Indeed they do, say scientists who have studied a kind of amoeba that might be the world’s tiniest farmer. From Ed Yong:
The amoeba, Dictyostelium discoideum, is also known as a slime mould, but scientists who work with it sometimes use the more affectionate name of Dicty. Dicty spends most of its time as a single cell, oozing through the undergrowth in search of bacteria to eat. When they run out of prey, the amoebas unite to form a many-celled mobile slug. When the slug finds a good spot, it stretches upwards to form a ball at the end of a stalk. The ball is loaded with spores, which eventually blow free on the wind. When they land, they hatch into new amoebae and the life cycle begins again.
Scientists pieced together Dicty’s life cycle decades ago, but it still carries surprises. Debra Brock from Rice University captured 35 wild amoebas from Virginia and Minnesota and found that a third of them carried bacteria in their slugs and spores. The bacteria hail from a number of different species, and half of these are found on Dicty’s menu. When the spores land in new locations, their bacterial cargo start to multiply, which provides the amoebae with food.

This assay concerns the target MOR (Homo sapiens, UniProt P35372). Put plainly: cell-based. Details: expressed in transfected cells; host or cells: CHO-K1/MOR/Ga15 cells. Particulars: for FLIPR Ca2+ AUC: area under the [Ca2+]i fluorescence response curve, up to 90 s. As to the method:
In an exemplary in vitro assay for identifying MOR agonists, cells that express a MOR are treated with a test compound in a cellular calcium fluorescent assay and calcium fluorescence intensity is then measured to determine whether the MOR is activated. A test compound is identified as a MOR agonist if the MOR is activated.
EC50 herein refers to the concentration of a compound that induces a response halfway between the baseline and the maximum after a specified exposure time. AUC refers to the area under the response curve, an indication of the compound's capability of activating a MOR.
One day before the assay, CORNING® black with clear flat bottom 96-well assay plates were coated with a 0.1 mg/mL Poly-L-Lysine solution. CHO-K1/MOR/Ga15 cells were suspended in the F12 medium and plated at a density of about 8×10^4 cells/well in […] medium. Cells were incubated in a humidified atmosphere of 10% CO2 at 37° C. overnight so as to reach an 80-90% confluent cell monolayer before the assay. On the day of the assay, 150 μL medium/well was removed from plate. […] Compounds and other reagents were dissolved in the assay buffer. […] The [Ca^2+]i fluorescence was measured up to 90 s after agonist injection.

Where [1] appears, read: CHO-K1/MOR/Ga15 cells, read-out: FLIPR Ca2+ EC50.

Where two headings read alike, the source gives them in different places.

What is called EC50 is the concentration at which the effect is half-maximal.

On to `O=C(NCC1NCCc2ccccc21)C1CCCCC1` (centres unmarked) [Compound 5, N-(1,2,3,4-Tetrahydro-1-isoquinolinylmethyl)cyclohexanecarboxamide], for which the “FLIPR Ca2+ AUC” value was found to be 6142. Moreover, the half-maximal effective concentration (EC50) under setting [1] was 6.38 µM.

Dicty doesn’t need to farm the way we do with our fertilizers and crops. It simply totes along its bacteria and lets them grow upon reaching a new destination. And by doing this, the bacteria-carrying amoebas fared better than their counterparts when Brock placed them in a sterile environment to simulate sterile soil.
For plenty more about Dicty, check out Ed’s full post at Not Exactly Rocket Science.
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Image: Wikimedia Commons
For tiny spores, there’s no defeating gravity—unless they work together.
The pathogenic fungus Sclerotinia sclerotiorum travels from place to place by shooting its spores up in the air to be carried away, the same way many plants and fungi spread. A single spore, however, can barely get airborne before it falls back to the surface. A species isn’t going to spread far with that kind of flight time, but luckily, this fungus has a solution. It blasts its spores en masse, creating a wind current that helps them all drift away to new homes.
Let’s say you’re a peat moss plant. Since you’re stuck in one place, and it’s low to the ground where there’s little wind or air turbulence, you have to find a way to shoot your spores way up into the air where they can be dispersed.
In reality, mosses have conquered this problem by shooting their spores into the sky at speeds of greater than 30 meters (nearly 100 feet) per second. Their spherical capsules containing the spores deform inward until the pressure forces a ferocious explosion to propel spores at that velocity. But even this is not enough—air would slow the spores before they reached a high enough height to get carried away.